On July 21, 2014 the provincial government enacted the long-awaited Liquefied Natural Gas Facility Regulation ("LNGFR") after consultations with the First Nations, industry, government organizations and other stakeholders. Other regulations were amended on the same day for clarity: the Pipeline and Liquefied Natural Gas Facility Regulation was amended to exclude its application to LNG facilities and was renamed the Pipeline Regulation, and the Drilling and Production Regulation ("DPR") was amended to include a definition of "facility" that excludes LNG facilities. It is the LNGFR that now governs LNG facilities while the Pipeline Regulation and DPR do not. The BC Oil and Gas Commission (OGC) has simultaneously released an 80 page guidance document specific to the regulation. It provides a plain language overview of the regulation's requirements as well as significant contextual information about how the regulation fits into existing legislation and OGC standards. For example, it describes how the OGC and Transport Canada regulatory regimes will overlap to regulate floating LNG facilities.
The LNGFR itself is technical in nature and addresses the regulatory aspects associated with applying for an LNG permit, the construction and operation of an LNG facility, and the risks associated with LNG facilities. As stated by the OGC, "included in the regulation are rules around the permit application process, engineering design requirements, hazard analysis, safety and loss management programs, risk assessment, emergency planning and response, flaring limits and noise and light control". Ancillary to these rules are a series of important document retention requirements.
The Consultation and Notification Regulation was also amended so that the notification and consultation distance for an LNG facility is now the greater of 3300m and a risk-based distance proportional to the maximum possible release of hydrogen sulphide from pipelines entering the facility. The risk-based distance is calculated with the multi-step procedure set out in Schedule A of that regulation. The procedure takes the pipelines' physical characteristics and hydrogen sulphide content into account – although large natural gas transmission pipelines typically have low hydrogen sulphide concentrations.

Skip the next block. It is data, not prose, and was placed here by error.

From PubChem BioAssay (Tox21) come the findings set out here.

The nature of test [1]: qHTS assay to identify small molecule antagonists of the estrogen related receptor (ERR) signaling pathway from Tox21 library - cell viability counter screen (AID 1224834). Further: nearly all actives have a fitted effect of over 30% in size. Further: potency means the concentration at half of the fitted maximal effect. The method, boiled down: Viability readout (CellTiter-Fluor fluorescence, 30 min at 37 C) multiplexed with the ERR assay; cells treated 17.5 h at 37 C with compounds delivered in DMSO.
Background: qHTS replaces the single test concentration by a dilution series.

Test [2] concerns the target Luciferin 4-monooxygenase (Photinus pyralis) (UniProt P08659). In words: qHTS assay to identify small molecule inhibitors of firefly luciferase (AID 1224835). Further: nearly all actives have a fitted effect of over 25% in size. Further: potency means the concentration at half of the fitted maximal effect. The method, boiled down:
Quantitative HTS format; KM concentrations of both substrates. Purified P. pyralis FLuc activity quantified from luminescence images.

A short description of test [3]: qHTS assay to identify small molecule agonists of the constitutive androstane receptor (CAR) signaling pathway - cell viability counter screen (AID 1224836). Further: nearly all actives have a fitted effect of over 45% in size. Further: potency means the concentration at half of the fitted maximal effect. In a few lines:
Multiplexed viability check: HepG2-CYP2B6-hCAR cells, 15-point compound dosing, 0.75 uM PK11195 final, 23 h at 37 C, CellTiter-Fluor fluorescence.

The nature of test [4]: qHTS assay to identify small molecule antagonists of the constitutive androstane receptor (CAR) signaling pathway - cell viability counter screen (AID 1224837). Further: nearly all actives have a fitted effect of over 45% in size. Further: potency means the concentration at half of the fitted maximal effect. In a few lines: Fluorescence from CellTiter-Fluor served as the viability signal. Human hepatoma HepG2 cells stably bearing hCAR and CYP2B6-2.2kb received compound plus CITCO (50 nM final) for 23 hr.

A non-exhaustive list of the information that project proponents must include as part of their application for an LNG facility permit includes:
- a detailed project description;
- a preliminary construction schedule;
- design and safety studies respecting the siting of the facility and all of its equipment;
- the results of a preliminary hazard identification study; and
- the results of seismic, geotechnical and tsunami studies respecting the proposed site.
This information must be updated during the pre-construction phase and delivered to the OGC at least two weeks prior to construction, including a notice of intention to commence construction.
The LNGFR's construction requirements contains multiple compliance regimes. A permit holder can, like a pipeline, construct in compliance with the applicable CSA standard (CSA Z276 Standard on Liquefied Natural Gas – Production, Storage and Handling) or, with respect to membrane tank system design, the European EN 14620 Standard. Alternatively, the proponent can complete the engineering design and site the LNG facility in a manner consistent with the results of a quantitative risk assessment. Regardless of which alternative is chosen, the LNGFR also imposes additional requirements. Any construction must take into account the results of a hazard identification study; a process hazard analysis; a safety integrity level study; the noise associated with the normal operation of an LNG facility; and include designs for a storage tank system that takes into account fatigue and complies with the applicable standards.
Another aspect of the LNGFR that may affect permit holders is the requirement in the new regulation to have any "modular units" inspected by "a third-party acceptable to" the OGC. "Modular units" are defined as a combination of equipment assembled into one self-contained unit that is integral to the production, handling or storage of LNG. It is unclear at this stage which third-party inspectors will be deemed "acceptable to the OGC", but the more important issue for project proponents is to ensure that modular units either meet the conditions set out in the Safety Standards Act or receive independent third-party approval prior to integration with an LNG facility.
The LNGFR also mandates that permit holders restore surface land disturbed as part of the construction process if not required for the safe and efficient operation of the LNG facility. Such remedial efforts must include removing any structures installed to facilitate construction as well as the stabilizing, contouring, conditioning or restructuring of the surface land "to the extent reasonable in the circumstances". These efforts must be taken both during construction, where practicable, and as soon as practicable once operations begin. There are similar remediation requirements upon ceasing the facility's operations, but this requirement increases the upfront costs.
Finally, the LNGFR also requires the development of specific operational procedures: a safety and loss management program, pre-operations testing, noise and light control, the sufficiency and maintenance of waste-discharge measurement equipment, and a prohibition on venting and flaring except in limited circumstances and under specified conditions.
The content of this article is intended to provide a general guide to the subject matter. Specialist advice should be sought about your specific circumstances.